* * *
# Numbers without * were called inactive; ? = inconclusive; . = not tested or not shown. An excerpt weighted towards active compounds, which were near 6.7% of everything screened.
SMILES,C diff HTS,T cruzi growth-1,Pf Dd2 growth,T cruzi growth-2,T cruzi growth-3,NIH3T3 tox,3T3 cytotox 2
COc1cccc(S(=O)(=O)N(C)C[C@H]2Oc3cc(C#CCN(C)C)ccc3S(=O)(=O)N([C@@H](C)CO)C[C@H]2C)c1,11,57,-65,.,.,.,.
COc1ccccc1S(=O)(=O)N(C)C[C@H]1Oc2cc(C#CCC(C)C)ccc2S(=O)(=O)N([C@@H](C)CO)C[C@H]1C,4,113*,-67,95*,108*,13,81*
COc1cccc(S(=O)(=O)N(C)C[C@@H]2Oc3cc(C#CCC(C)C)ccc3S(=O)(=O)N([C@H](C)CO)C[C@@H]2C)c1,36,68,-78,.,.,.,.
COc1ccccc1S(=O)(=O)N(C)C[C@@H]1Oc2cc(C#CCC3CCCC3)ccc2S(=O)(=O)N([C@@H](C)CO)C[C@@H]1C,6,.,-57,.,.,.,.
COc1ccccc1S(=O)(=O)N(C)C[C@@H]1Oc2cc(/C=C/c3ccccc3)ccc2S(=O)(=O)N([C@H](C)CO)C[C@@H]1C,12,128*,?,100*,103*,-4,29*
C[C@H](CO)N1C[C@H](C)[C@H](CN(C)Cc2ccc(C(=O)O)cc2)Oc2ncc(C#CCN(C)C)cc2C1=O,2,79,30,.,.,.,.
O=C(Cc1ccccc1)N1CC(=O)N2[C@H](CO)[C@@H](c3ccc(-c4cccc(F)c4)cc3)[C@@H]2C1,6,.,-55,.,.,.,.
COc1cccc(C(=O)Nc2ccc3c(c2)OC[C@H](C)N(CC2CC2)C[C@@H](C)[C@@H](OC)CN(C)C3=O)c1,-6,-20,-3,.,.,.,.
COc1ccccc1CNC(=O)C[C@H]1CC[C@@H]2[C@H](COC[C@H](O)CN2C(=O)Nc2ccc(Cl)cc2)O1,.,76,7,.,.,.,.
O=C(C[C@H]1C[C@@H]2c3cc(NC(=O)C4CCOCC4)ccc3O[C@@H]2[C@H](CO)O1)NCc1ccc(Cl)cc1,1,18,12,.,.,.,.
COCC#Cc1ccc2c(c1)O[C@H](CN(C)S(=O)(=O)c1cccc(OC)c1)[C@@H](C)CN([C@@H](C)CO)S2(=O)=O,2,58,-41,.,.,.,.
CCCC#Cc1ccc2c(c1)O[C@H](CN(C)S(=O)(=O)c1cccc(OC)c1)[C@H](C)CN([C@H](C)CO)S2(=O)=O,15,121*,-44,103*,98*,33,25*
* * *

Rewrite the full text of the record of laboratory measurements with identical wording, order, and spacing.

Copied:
# Numbers without * were called inactive; ? = inconclusive; . = not tested or not shown. An excerpt weighted towards active compounds, which were near 6.7% of everything screened.
SMILES,C diff HTS,T cruzi growth-1,Pf Dd2 growth,T cruzi growth-2,T cruzi growth-3,NIH3T3 tox,3T3 cytotox 2
COc1cccc(S(=O)(=O)N(C)C[C@H]2Oc3cc(C#CCN(C)C)ccc3S(=O)(=O)N([C@@H](C)CO)C[C@H]2C)c1,11,57,-65,.,.,.,.
COc1ccccc1S(=O)(=O)N(C)C[C@H]1Oc2cc(C#CCC(C)C)ccc2S(=O)(=O)N([C@@H](C)CO)C[C@H]1C,4,113*,-67,95*,108*,13,81*
COc1cccc(S(=O)(=O)N(C)C[C@@H]2Oc3cc(C#CCC(C)C)ccc3S(=O)(=O)N([C@H](C)CO)C[C@@H]2C)c1,36,68,-78,.,.,.,.
COc1ccccc1S(=O)(=O)N(C)C[C@@H]1Oc2cc(C#CCC3CCCC3)ccc2S(=O)(=O)N([C@@H](C)CO)C[C@@H]1C,6,.,-57,.,.,.,.
COc1ccccc1S(=O)(=O)N(C)C[C@@H]1Oc2cc(/C=C/c3ccccc3)ccc2S(=O)(=O)N([C@H](C)CO)C[C@@H]1C,12,128*,?,100*,103*,-4,29*
C[C@H](CO)N1C[C@H](C)[C@H](CN(C)Cc2ccc(C(=O)O)cc2)Oc2ncc(C#CCN(C)C)cc2C1=O,2,79,30,.,.,.,.
O=C(Cc1ccccc1)N1CC(=O)N2[C@H](CO)[C@@H](c3ccc(-c4cccc(F)c4)cc3)[C@@H]2C1,6,.,-55,.,.,.,.
COc1cccc(C(=O)Nc2ccc3c(c2)OC[C@H](C)N(CC2CC2)C[C@@H](C)[C@@H](OC)CN(C)C3=O)c1,-6,-20,-3,.,.,.,.
COc1ccccc1CNC(=O)C[C@H]1CC[C@@H]2[C@H](COC[C@H](O)CN2C(=O)Nc2ccc(Cl)cc2)O1,.,76,7,.,.,.,.
O=C(C[C@H]1C[C@@H]2c3cc(NC(=O)C4CCOCC4)ccc3O[C@@H]2[C@H](CO)O1)NCc1ccc(Cl)cc1,1,18,12,.,.,.,.
COCC#Cc1ccc2c(c1)O[C@H](CN(C)S(=O)(=O)c1cccc(OC)c1)[C@@H](C)CN([C@@H](C)CO)S2(=O)=O,2,58,-41,.,.,.,.
CCCC#Cc1ccc2c(c1)O[C@H](CN(C)S(=O)(=O)c1cccc(OC)c1)[C@H](C)CN([C@H](C)CO)S2(=O)=O,15,121*,-44,103*,98*,33,25*